Sjogren’s patients do not necessarily have to see an autonomic neurologist to be diagnosed with dysautonomia or orthostatic intolerance. A primary care provider can measure vital signs after postural changes to determine if there is dysregulation in heart rate or blood pressure. Tilt table testing can be done for more formal autonomic dysfunction testing. However, a neuromuscular specialist will need to be seen to diagnose autonomic neuropathy and assess the extent of damage to the autonomic nerves. Other types of neuropathies such as small fiber neuropathy, which affects the small sensory neurons, can also cause autonomic dysfunction.
Diagnostic criteria3 for POTS and orthostatic hypotension from postural and/or tilt table testing:
Postural Orthostatic Tachycardia Syndrome (POTS)
- Increased Heart rate greater than or equal to 30 bpm with standing/tilt in adults and 40 bpm in children and adolescents
- Heart rate greater than or equal to 120 bp with standing/tilt, absence of hypotension
- Absence of conditions associated with orthostatic hypotension postural symptoms
Orthostatic hypotension (low blood pressure after standing upright)
- Sustained decrease in blood pressure within 3 mins of standing/tilt usually greater than 20 mmHg systolic BP or greater than 10 mmHg diastolic BP
- Vasovagal syncope (fainting due to a vagus nerve response)
- Transient loss of consciousness due to decrease in blood pressure and often including decreased heart rate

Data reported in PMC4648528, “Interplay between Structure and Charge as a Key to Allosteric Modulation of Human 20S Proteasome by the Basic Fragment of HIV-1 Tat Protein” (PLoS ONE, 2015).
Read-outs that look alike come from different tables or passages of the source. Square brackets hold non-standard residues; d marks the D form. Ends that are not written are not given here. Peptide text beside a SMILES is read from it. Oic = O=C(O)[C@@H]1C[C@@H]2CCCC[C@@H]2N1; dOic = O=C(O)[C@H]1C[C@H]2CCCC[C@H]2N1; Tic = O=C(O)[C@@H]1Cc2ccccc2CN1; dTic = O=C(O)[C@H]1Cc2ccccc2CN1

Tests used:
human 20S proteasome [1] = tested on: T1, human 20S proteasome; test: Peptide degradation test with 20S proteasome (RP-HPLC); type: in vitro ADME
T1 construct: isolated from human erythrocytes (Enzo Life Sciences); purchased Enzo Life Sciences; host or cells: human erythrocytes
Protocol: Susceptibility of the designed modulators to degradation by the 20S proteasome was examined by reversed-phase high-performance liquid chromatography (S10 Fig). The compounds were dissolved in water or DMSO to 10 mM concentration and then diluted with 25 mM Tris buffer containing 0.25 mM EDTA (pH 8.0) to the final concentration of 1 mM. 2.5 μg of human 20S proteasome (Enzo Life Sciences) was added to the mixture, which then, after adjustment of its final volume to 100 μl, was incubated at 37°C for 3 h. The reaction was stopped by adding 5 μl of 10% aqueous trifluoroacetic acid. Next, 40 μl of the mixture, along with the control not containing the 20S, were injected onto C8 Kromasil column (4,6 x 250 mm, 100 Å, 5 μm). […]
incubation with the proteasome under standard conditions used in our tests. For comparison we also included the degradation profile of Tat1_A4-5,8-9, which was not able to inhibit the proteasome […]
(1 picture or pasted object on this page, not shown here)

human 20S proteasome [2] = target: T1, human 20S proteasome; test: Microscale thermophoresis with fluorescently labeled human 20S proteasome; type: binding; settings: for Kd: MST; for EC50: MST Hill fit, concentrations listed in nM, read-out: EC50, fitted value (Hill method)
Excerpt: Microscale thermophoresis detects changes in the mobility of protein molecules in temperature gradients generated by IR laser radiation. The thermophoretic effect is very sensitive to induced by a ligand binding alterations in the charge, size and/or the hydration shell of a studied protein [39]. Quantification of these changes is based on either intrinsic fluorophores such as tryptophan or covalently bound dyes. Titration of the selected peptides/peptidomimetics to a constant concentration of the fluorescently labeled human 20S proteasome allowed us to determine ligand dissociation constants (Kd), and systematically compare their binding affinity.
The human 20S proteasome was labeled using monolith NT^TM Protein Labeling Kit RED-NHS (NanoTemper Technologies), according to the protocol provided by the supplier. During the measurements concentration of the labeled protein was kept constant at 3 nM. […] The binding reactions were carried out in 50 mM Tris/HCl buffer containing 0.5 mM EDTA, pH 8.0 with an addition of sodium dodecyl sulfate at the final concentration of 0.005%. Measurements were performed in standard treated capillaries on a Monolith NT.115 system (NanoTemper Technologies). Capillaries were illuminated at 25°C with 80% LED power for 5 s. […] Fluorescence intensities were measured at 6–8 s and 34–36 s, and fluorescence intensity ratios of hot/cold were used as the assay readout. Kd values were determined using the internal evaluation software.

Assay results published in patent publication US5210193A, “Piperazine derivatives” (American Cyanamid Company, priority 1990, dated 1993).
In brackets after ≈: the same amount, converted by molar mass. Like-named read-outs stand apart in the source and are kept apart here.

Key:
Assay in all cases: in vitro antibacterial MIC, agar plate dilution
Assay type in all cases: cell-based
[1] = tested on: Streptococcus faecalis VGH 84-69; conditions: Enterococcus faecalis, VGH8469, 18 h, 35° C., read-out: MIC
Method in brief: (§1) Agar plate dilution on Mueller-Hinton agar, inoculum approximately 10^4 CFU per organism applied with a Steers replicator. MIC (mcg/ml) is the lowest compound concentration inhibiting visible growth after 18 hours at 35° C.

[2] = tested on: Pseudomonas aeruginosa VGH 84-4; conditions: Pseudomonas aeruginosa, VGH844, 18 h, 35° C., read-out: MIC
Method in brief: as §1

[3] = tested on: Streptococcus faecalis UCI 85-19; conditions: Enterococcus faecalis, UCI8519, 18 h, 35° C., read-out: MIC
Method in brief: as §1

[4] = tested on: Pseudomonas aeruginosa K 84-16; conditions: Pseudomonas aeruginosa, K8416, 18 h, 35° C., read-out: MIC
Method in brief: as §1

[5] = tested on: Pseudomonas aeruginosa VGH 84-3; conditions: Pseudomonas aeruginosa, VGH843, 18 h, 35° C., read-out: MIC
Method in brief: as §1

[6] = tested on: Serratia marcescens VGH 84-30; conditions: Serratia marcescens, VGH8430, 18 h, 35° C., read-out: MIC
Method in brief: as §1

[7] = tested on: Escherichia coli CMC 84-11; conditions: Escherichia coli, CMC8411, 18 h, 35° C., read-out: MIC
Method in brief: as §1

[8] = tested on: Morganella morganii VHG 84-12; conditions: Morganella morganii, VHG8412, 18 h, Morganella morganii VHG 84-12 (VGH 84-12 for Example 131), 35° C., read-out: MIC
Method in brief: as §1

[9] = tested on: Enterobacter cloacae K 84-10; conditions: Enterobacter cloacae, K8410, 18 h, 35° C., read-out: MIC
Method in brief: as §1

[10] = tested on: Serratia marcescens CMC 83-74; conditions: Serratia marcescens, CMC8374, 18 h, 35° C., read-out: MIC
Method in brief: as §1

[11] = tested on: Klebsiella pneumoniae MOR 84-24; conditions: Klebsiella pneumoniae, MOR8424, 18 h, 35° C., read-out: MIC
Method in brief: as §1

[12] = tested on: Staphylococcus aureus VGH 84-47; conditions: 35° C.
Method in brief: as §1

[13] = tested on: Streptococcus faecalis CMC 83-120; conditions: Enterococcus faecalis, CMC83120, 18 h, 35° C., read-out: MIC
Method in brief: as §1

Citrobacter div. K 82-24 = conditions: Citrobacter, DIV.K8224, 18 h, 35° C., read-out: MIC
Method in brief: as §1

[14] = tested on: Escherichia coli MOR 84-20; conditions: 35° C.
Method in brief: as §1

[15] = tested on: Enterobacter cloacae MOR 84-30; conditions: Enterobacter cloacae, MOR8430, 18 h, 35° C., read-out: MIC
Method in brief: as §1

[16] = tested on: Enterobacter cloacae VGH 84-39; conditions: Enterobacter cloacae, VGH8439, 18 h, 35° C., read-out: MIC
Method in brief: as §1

What causes dysautonomia in Sjögren’s?
The short and unappealing answer is that no one knows for certain. A definitive cause for dysautonomia in Sjögren’s may not have been elucidated, but it is widely supported that immune-mediated responses may damage autonomic nerves and ganglia as well as block important autonomic signaling through the muscarinic receptors.2 Many studies have shown anti-muscarinic autoantibodies, which block autonomic signaling, in the saliva, serum, gastrointestinal tract, and other tissues associated with autonomic dysfunction in patients with Sjögren’s.4,5,6,7 Cholinergic dysfunction, which can be caused by impaired muscarinic receptor signaling, is considered a hallmark of dysautonomia in patients with Sjögren’s.4,5,6,7
How is dysautonomia treated in patients with Sjögren’s?
Since the underlying causes of both dysautonomia and Sjögren’s have not been elucidated, the primary course of therapy is symptomatic treatment and stabilization of the ANS. Although symptoms of dysautonomia are common in patients with Sjögren’s, the severity and clinical manifestations vary among patients. Patients should speak with their doctors for a personalized plan to treat their dysautonomia.
Some lifestyle changes can be used to treat orthostatic intolerance, such as wearing compression stockings/socks or an abdominal binder, controlling salt and fluid intake, and exercises. Pharmacological treatments can be used to stabilize the autonomic nervous system using blood vessel constriction or dilation to control blood pressure or low-dose beta blockers to control heart rate as well as blood pressure. Antihistamines can also be used to help stabilize heart rate and blood pressure.3
Autonomic nerves have the ability to regenerate, which gives optimism that immunomodulatory drugs may be beneficial in restoring nerve function in patients with autonomic neuropathy as seen in patients with Guillain-Barre Syndrome that are treated with immunoglobulin. Common immunomodulatory drugs used for treating general dysautonomia and autonomic neuropathy in Sjogren’s patients are hydroxychloroquine, rituximab, low-dose naltrexone, and immunoglobulin.3,8,9